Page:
Chinese Cinema: From the Fifth Generation to Now

 Chinese Cinema: From the Fifth Generation to Now

 

Instructor: Yuanyuan Li, Ph.D.

li.yuanyuan@zju.edu.cn 

 

Course description:

Since the end of the Culture Revolution (1966-1976), Chinese cinema entered into a phase of transition. The Fifth generation garnered reputations from different international festivals and made Chinese cinema visible in the world. From the launch of the economic reform, Chinese film industry has undergone a subtle shift in many ways. The Chinese film market is by now the second largest film market after Hollywood and its figures are rapidly growing. 

Which were the main phases of the transition from a state industry to one of the major players in the global business? Moreover, Chinese films – from the early screenings at the Shanghai tea houses to recent global successful titles – have raised questions of national and cultural identity. How have films articulated the narrative of China across the 20th and 21st century? How have Chinese films circulated nationally and abroad?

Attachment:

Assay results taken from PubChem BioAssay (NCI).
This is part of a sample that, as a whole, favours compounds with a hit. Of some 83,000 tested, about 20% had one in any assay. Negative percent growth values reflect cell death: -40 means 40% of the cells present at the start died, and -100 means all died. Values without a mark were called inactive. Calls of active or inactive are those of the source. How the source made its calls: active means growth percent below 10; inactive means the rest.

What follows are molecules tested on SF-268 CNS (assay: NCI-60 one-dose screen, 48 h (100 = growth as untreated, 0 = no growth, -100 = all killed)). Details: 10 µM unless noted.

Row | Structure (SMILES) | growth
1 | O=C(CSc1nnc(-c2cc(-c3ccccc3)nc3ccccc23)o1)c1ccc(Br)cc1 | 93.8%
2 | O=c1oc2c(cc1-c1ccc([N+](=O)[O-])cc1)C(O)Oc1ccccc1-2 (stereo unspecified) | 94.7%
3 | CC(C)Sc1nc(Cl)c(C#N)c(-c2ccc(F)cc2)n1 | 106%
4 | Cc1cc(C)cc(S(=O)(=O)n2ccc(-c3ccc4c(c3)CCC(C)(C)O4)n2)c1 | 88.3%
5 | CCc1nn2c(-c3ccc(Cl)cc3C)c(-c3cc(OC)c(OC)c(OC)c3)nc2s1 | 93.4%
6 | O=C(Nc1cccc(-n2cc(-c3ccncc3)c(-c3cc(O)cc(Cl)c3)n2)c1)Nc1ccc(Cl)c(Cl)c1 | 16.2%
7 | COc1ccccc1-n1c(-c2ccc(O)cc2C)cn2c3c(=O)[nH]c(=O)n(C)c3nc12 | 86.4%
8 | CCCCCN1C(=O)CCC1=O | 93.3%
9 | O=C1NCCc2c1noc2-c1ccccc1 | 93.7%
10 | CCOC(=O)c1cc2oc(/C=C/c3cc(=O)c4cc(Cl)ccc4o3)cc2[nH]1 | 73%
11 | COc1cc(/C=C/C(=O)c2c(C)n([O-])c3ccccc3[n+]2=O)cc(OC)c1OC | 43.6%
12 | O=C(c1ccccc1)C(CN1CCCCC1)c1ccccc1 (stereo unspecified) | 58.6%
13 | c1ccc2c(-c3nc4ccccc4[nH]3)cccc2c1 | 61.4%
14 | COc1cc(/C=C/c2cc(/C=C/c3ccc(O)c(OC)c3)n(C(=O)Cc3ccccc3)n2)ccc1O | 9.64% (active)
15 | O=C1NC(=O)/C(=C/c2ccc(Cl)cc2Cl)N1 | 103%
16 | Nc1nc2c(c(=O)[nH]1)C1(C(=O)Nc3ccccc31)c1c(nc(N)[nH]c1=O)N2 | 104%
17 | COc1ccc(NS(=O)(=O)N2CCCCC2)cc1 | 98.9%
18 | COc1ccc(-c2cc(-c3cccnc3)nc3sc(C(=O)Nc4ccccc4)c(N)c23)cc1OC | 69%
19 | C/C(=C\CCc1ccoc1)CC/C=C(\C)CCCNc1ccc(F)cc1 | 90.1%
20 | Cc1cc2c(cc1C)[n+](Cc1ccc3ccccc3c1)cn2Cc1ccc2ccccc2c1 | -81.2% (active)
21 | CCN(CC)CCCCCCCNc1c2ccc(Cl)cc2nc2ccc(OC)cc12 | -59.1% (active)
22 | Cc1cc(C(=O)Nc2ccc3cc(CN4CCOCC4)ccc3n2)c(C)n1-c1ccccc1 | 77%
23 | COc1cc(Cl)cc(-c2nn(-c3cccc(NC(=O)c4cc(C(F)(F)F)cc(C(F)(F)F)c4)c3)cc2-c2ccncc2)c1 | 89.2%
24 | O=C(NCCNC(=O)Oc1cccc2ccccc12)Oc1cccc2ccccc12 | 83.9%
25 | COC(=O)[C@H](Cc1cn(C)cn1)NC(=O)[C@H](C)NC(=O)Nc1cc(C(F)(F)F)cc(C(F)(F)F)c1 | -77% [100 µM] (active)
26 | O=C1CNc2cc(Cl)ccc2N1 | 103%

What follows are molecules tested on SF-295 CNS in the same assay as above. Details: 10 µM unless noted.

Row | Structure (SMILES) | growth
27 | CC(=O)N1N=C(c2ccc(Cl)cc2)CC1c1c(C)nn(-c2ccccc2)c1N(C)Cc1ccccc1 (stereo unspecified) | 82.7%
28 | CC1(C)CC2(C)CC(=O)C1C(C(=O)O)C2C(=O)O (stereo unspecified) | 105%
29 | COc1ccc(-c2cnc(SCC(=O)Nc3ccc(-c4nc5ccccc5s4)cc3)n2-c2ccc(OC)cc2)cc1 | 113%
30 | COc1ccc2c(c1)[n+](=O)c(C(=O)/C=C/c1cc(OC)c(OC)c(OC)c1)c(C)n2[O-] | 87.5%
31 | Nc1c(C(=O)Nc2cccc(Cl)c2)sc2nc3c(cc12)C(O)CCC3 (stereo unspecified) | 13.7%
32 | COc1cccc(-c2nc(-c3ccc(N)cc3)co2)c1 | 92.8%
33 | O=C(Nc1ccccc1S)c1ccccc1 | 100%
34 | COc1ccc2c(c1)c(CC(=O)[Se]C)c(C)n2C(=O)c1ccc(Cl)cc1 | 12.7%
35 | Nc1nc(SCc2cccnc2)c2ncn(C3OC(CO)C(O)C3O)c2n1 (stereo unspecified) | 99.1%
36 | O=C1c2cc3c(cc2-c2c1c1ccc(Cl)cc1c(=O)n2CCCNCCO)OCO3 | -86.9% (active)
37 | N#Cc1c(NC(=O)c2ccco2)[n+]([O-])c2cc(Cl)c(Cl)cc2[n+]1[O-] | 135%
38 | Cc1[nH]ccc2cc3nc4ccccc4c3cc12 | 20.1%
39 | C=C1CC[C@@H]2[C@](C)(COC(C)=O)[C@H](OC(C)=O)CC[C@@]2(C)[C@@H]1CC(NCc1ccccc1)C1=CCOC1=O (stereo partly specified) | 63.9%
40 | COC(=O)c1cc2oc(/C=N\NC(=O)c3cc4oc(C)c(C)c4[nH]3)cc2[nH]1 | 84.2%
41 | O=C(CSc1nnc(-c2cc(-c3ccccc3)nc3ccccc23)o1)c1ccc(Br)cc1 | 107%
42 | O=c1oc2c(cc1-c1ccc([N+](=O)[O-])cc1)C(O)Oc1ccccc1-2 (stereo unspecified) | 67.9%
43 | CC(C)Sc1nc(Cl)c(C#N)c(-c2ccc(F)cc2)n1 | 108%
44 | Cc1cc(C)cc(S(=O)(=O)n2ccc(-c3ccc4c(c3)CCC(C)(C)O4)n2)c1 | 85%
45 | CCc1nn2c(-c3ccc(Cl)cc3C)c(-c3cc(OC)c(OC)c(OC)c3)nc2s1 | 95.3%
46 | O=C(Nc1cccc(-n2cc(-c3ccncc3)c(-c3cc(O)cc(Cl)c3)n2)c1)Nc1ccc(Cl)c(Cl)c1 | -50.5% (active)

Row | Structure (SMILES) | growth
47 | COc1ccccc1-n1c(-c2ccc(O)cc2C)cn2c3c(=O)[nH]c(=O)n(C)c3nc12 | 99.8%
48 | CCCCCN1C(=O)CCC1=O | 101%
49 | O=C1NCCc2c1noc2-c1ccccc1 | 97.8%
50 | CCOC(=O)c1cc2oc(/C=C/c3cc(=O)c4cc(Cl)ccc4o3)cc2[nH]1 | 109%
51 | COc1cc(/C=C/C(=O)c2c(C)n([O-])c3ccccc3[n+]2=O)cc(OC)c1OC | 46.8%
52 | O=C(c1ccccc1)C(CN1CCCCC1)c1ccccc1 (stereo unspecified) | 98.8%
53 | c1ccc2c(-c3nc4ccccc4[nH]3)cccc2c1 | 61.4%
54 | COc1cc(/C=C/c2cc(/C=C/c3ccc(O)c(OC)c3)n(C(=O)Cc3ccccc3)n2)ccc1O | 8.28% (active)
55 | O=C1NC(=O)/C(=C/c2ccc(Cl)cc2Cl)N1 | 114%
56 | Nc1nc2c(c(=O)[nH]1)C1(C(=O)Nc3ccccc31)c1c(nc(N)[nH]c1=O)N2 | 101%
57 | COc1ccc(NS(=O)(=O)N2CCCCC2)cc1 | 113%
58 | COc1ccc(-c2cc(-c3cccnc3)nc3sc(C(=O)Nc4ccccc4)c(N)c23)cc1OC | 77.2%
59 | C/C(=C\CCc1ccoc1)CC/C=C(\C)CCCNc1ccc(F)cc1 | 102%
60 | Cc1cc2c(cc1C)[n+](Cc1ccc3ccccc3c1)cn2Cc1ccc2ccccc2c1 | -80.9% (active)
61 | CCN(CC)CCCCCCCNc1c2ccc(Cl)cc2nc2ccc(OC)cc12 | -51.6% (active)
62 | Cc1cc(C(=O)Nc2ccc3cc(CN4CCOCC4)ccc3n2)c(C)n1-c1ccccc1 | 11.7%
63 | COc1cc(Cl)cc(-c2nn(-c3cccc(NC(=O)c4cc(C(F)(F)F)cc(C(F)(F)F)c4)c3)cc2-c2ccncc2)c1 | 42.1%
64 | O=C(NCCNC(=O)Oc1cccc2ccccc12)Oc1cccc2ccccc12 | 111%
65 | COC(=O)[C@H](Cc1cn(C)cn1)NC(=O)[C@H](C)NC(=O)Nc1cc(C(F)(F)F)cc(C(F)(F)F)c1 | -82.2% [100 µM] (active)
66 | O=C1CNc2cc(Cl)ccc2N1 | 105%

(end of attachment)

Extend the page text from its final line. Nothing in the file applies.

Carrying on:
Through the lens of a set of films, the course will examine Chinese film and the film industry from the raise of the fifth generation to now. Following a historiography/chronological perspective, the different topics will be approached from a multidisciplinary perspective so as to discuss the complexity of the relation between Chinese cinema and Chinese society.

 

Methods: 

Lectures and screenings, student presentations, assignments and a final paper. Attendance is compulsory according to Zhejiang University regulations.

 

Exam: 

Deadline for submitting the papers on e-mail to li.yuanyuan@zju.edu.cn is 24 April 2016. 

The paper is to be 8-10 pages long including list of references and footnotes (2300 characters with spaces per page). The paper has to include: 

1) An introduction presenting the topic and theoretical approach/es; 

2) A brief section presenting the selection of films or written texts relevant for the topic; 

3) At least 3 sections discussing the topic; 

4) A section titled “Conclusion” with the 1-3 main points (conclusions) of the paper; 

5) A “List of references” that include at least some visual material (films or film excerpts) and 5 academic sources that are used in the paper.

 

Evaluation: 

Class attendance: 10% + Class participation: 30% + Final Paper 60%

 

Syllabus & Reading list-Chinese Cinema-spring 2016.pdf

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